This series held surprises into the very last episode.
I'm not really going to include any major spoilers for the series in my review. The closest that I'll come will cover what you've probably heard about from any general discussion concerning the TV series, or the books that the story comes from, or the opening TV credits for the very first episode. That means that some key elements from the first 4 episodes, which covers the first 5% of the 74 episode series, will be mentioned. But it's hard to even say what the series is about without going that far, and you're likely to get more spoilers in any major review of the latest Hollywood mega-release anyways.
In life, there are two types of monsters. The first is the type that most of us have probably thought of in our childhood, the type that we feared under the bed or in the closet, the type who our parents or guardians told us didn't exist. The second type, however, is what the title of this series refers to. This is the type which adults do fear, the type that does exist. This monster can plan human deaths with the same nonchalance that others have when they decide the details of getting their next coffee.
Naoki Urasawa's story is one that covers such a monster, but this monster isn't the main character. Instead, the main character is the highly skilled Japanese neurosurgeon Kenzou Tenma, working in Germany shortly after its reunification. Tenma believes that all life is of equal high worth, and that the value of life isn't changed with wealth, fame, nor with celebrity status. But he discovers that the hospital itself doesn't share that belief. The life that he saved, the life which more desperately needed his skills, looked so much like another anonymous life that was about to get wiped out by the hospital's lack of ethics. But Tenma unknowingly gave life back to a monster. And for the first time ever, Tenma regrets the life that he saved; so much so that he finds himself forced to correct that mistake.
From this point, if you saw the opening credits which cover the first 90 seconds of the very first episode, you can guess the general direction of the series. Picture the TV series 'The Fugitive', but with a single storyline which went from the first episode to the last. Now throw in a detective (Inspector Runge) who is as calm, confident, and calculating as the devil himself, pursuing Tenma. There are also other characters in the series, who are crucial to how the story builds, and who are rather difficult to introduce clearly without spoiling some of the many subplots which build through the series. These characters include Tenma's ex-fiancée Eva, as well as a retired detective, a reclusive billionaire, two criminal psychiatrists, members of organized crime, ones involved in possible illegal dealings with the Czech police, a crusading defense attorney, and others.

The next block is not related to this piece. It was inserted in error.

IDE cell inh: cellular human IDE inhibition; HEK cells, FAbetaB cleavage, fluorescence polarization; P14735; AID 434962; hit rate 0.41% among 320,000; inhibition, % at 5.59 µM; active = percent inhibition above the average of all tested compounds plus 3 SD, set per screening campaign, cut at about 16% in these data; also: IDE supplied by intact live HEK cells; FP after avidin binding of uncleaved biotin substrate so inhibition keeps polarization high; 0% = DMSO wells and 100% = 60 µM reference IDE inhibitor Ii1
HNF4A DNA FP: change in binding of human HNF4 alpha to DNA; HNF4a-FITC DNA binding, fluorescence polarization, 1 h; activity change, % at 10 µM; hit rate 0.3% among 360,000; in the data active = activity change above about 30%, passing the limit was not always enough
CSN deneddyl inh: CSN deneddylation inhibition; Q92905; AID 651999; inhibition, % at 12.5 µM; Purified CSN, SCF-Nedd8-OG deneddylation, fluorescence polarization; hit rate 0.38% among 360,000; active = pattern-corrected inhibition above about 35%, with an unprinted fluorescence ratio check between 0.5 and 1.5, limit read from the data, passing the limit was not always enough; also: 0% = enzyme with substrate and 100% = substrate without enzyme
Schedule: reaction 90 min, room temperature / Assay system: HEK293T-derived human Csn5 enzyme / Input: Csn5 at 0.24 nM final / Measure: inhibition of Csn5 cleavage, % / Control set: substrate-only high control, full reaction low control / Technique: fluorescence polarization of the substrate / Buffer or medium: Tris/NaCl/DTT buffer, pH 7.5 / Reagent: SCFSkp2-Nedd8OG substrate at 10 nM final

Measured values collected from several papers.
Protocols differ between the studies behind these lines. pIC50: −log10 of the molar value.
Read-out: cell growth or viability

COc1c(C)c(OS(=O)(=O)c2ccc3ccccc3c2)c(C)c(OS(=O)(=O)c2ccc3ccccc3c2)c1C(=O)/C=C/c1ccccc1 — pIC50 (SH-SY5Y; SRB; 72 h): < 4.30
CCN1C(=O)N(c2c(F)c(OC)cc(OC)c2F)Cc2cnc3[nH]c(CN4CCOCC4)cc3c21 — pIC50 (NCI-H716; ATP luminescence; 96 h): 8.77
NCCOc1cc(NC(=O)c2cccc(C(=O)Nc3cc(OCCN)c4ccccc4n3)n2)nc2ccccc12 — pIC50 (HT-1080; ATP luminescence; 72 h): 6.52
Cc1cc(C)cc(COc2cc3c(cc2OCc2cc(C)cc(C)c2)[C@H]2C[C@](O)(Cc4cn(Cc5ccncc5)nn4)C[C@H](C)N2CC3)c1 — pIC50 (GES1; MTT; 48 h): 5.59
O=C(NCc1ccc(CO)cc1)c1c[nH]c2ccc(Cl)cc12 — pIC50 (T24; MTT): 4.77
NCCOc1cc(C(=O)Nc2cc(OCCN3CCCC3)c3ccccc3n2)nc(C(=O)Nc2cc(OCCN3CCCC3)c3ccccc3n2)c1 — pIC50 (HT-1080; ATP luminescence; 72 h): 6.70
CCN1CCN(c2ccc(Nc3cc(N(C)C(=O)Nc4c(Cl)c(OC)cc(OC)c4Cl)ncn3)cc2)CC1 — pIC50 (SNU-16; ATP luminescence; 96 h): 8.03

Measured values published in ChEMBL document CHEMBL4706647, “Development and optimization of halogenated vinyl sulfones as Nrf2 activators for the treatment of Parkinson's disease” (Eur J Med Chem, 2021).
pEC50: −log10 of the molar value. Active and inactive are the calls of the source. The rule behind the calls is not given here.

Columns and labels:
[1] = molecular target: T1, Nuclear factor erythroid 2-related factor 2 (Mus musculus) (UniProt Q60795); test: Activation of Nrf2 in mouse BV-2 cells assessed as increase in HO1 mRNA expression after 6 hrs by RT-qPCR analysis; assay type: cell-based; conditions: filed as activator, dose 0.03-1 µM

There will be a few times where the main storyline seems to be put on hold, and a new storyline with new characters will be introduced. And you'd likely be wondering why things have taken a detour, or when they'll get back to the actual story. But the overall plot is much more complex and detailed than you may have seen on other serial thrillers such as 'Alias', '24', or 'Lost'. The seemingly disjointed story lines in 'Monster' slowly build to be a critical part in the overall plot, and the series overall doesn't have any wasted scenes or episodes (filler), nor the jumps and jolts which betray signs of last minute rewrites.
If you're hoping that the upcoming Hollywood movie based on the series will be as good, you might want to reconsider. For starters, it'll mean rewriting a story which takes 37 broadcast hours to tell, and re-conveying that over a time slot of 90 to 100 minutes. Also, it'll be coming from the same talent pool which took the highly rated Japanese movies 'Ringu', 'Ju-On', and 'Shall We Dance', and turned them into the mediocre Hollywood productions 'The Ring', 'The Grudge', and 'Shall We Dance'. (From 94-64-79 to 72-40-49, according to RottenTomatoes.com.) While Hollywood can make a good original movie occasionally, their record at remaking movies leaves a lot to be desired.
In short, this is one of the better suspense stories out there. The writing is solid, the characters are believable (even when their character changes), and the story always makes sense. In some story arcs, just when you think they're getting ready to wrap things up, they find a way to ratchet up the tension again. But it never seems forced, or cheap, like what is by far more common in most thrillers I've seen. 'Monster' is definitely a series which requires your full attention when watching it, due to the pace which events happen and the number of details which all come together as the story progresses. And if you don't mind a long story with a lot of twists and turns, this is definitely one worth following.